Life after space

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02 May 2011

A space mission may last anything from a week to six months, but what happens when the crew returns to Earth? Within a few hours, they are transported from a weightless environment to normal gravity. Instead of living where everything tends to float, they come back to a planet where every movement is an effort.

Re-adapting to Earth’s gravity is hard because their muscles and bones have weakened, and the heart has to work much harder to pump blood around the body. Astronauts returning in Soyuz spacecraft have to be helped out by Russian rescue staff, and they are carried to waiting helicopters for the first part of their journey home.

Even those who fly back in the Shuttle often feel lightheaded. Some may faint. They also have trouble standing up, walking, turning corners and keeping a sense of balance. If they close their eyes, they are likely to fall over. Even sleeping can be difficult. Some cosmonauts have reported that, months after their flight, they sometimes let go of a cup or other object in mid-air - and are shocked when it crashes to the floor! It can take three to four days to readjust after short flights, but four weeks or more after a six-month stay on the International Space Station.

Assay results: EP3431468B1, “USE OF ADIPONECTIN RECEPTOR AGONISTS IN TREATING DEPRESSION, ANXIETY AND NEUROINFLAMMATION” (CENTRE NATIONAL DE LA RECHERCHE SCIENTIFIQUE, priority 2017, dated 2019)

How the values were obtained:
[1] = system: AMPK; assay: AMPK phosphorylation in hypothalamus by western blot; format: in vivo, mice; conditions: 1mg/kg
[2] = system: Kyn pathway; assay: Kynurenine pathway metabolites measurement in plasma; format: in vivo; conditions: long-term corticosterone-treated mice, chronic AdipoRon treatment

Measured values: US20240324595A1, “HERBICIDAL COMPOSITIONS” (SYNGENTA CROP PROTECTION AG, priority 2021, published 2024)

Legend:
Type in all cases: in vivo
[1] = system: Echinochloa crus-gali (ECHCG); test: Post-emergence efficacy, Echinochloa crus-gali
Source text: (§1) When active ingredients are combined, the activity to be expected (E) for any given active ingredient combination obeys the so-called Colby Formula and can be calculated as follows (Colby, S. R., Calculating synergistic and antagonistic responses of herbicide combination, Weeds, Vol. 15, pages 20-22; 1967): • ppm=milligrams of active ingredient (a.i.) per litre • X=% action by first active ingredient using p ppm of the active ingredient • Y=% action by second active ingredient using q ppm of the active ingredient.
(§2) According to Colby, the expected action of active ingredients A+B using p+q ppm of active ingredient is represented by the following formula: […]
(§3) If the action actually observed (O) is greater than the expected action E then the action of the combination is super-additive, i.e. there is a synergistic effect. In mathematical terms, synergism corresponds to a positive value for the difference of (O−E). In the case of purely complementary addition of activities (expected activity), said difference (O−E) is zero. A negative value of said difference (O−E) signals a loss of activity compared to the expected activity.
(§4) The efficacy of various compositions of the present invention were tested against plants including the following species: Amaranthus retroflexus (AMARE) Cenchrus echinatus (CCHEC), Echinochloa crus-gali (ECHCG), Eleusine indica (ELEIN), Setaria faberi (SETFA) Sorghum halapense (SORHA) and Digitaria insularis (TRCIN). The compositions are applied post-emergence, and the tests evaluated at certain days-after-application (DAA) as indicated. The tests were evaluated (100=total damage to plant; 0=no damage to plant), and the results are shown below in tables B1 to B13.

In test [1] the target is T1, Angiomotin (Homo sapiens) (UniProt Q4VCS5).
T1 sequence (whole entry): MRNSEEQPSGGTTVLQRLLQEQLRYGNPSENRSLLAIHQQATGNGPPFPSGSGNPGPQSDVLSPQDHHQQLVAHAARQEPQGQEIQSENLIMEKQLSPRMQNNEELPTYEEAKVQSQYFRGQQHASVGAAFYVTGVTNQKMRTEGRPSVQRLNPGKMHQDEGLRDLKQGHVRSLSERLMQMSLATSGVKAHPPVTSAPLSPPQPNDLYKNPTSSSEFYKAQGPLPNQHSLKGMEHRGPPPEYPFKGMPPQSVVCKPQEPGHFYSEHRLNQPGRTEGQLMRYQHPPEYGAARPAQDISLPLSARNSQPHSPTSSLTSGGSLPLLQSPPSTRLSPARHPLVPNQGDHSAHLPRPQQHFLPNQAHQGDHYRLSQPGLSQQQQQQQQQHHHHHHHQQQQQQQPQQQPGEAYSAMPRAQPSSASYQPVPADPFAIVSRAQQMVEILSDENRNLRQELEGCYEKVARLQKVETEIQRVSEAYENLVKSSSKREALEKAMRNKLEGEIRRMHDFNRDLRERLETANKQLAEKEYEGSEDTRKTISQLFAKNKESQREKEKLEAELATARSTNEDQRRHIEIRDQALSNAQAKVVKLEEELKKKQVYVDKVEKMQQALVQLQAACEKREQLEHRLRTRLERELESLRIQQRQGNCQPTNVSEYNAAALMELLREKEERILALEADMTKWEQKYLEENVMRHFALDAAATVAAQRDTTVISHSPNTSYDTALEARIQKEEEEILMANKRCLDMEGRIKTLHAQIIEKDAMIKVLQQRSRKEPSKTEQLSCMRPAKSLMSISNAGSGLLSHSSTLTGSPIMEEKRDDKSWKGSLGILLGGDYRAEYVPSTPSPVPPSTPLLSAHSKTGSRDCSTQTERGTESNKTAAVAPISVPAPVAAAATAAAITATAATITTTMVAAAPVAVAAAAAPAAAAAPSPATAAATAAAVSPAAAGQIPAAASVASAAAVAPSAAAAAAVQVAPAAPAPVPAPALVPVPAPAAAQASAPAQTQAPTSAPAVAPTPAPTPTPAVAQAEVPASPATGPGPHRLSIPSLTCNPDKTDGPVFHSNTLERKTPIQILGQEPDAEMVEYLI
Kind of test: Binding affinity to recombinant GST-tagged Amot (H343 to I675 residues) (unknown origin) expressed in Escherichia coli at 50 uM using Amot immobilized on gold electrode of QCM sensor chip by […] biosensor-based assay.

Other side-effects take much longer to overcome. The decrease in bone density results in a greater chance of broken bones. The weakened muscles make it harder to lift even light objects or perform everyday activities. However, the wonders of space travel are hard to resist. Eight people have flown at least six times in space. Russian Valeri Polyakov spent 240 days in orbit, then, a few years later, he went back up for another 437 days!

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